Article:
He went to Mexico
to select a location for a projected colony of colored people.
He traveled almost altogether afoot, observing the strictest economy and supporting himself by occasional jobs of saddlery and harness mending.
In his journal he tells us that he often slept in the open air, the country traversed being mostly new and unsettled.
He was in constant danger from panthers, alligators, and rattlesnakes, while he was cruelly beset by gnats and mosquitoes.
His clothes in the morning, he tells us, would be as wet from heavy dews as if he had fallen into the river.
was not a great man, but his heart was beyond measurement.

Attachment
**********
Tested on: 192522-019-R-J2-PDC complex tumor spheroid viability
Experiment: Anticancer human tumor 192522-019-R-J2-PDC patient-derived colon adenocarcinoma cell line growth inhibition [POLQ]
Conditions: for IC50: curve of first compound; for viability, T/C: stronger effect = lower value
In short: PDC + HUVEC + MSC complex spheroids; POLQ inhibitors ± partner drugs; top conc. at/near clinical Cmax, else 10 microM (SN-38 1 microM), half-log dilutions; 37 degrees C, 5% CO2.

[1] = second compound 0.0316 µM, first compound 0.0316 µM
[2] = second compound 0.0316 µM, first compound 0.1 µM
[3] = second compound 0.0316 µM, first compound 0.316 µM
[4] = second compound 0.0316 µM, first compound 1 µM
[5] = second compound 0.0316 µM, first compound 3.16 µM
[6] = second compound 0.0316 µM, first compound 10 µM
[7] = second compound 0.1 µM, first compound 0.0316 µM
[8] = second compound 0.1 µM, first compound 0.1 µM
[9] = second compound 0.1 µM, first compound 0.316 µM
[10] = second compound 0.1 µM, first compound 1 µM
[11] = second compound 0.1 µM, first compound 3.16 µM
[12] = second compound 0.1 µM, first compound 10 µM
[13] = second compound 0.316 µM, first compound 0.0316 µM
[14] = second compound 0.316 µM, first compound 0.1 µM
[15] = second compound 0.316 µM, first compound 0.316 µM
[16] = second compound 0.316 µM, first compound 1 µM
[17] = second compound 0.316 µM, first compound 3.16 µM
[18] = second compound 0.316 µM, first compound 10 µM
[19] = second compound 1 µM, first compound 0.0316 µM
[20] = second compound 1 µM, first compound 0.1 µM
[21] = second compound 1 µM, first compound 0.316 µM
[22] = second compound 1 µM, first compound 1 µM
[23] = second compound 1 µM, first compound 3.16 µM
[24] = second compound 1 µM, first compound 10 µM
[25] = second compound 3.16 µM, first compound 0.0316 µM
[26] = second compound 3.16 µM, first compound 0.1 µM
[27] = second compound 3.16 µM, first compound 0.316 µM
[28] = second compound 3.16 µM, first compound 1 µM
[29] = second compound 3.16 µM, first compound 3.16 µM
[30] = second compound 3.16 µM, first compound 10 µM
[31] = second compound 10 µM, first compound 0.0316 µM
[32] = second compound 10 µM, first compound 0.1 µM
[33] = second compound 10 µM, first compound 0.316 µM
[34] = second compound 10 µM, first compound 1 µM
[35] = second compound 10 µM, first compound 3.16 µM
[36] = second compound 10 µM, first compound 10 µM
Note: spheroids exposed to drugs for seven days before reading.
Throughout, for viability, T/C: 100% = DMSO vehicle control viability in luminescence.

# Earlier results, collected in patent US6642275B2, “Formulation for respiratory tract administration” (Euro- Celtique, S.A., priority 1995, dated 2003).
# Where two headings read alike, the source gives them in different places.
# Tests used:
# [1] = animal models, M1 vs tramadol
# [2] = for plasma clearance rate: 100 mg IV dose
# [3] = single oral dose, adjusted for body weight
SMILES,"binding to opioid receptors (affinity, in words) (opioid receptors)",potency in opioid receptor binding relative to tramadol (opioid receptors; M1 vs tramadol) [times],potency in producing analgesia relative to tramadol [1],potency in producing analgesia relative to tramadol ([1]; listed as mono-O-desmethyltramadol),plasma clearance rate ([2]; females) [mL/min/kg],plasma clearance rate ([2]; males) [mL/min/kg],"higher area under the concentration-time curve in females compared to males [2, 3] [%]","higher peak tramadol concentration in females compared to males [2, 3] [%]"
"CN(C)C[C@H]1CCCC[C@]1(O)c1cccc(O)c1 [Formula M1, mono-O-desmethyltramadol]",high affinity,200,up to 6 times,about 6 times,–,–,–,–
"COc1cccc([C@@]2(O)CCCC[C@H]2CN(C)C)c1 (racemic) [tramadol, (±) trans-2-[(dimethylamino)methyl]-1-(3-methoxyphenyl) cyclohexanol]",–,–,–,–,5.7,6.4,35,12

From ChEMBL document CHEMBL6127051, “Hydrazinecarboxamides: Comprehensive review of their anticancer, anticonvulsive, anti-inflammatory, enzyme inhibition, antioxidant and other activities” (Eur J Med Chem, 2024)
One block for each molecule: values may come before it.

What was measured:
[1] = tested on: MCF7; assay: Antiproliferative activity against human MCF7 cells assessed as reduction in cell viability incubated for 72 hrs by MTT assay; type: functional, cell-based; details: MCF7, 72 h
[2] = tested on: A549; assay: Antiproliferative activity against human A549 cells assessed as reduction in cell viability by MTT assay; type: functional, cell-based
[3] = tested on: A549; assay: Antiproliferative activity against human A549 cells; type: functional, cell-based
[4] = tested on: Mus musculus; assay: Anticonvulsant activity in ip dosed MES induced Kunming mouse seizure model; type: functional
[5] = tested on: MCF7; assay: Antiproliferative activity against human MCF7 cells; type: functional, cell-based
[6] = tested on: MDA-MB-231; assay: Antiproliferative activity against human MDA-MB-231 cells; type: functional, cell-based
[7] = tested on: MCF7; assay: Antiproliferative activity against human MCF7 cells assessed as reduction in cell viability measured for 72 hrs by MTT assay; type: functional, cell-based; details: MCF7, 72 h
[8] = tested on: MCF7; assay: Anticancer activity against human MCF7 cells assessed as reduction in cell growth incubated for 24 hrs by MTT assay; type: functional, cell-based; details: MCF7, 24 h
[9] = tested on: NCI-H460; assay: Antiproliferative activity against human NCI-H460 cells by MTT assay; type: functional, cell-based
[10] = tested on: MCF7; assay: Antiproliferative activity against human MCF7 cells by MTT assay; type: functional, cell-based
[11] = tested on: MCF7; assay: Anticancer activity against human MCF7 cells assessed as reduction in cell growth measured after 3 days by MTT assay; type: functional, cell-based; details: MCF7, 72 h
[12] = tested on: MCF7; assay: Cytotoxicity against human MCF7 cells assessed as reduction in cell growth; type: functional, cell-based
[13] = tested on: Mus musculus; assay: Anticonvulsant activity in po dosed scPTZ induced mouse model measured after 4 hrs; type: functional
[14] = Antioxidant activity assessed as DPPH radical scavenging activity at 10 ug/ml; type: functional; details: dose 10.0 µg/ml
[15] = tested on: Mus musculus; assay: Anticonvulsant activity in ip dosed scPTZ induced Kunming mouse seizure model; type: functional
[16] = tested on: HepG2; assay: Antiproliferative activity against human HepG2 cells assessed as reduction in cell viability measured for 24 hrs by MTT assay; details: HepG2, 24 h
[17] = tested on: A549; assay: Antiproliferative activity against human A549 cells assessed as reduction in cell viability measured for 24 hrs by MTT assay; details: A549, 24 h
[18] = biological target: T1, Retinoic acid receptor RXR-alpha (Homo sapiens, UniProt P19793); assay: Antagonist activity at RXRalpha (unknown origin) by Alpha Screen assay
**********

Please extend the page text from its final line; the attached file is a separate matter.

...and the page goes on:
The torch that he carried in the midst of the all but universal darkness of that period emitted but a feeble ray, but he kept it burning, and it possessed the almost invaluable property of being able to transmit its flame to other torches.
It kindled the brand that was wielded by William Lloyd Garrison
, and which possessed a wonderful power of illumination.
was beyond all question a remarkable man. In the qualities that endow a successful leader in a desperate cause he has never been surpassed.
He had an iron will that was directed by an inflexible conscience.
“To him,” says James Freeman Clarke
, “right was right, and wrong was wrong, and he saw no half lights or half shadows between them.”
He was a natural orator.
I never heard him talk, either on or off the platform, but I have heard those who had listened to him, speak of the singular gift he possessed in stating or combating a proposition.
One person who had heard him,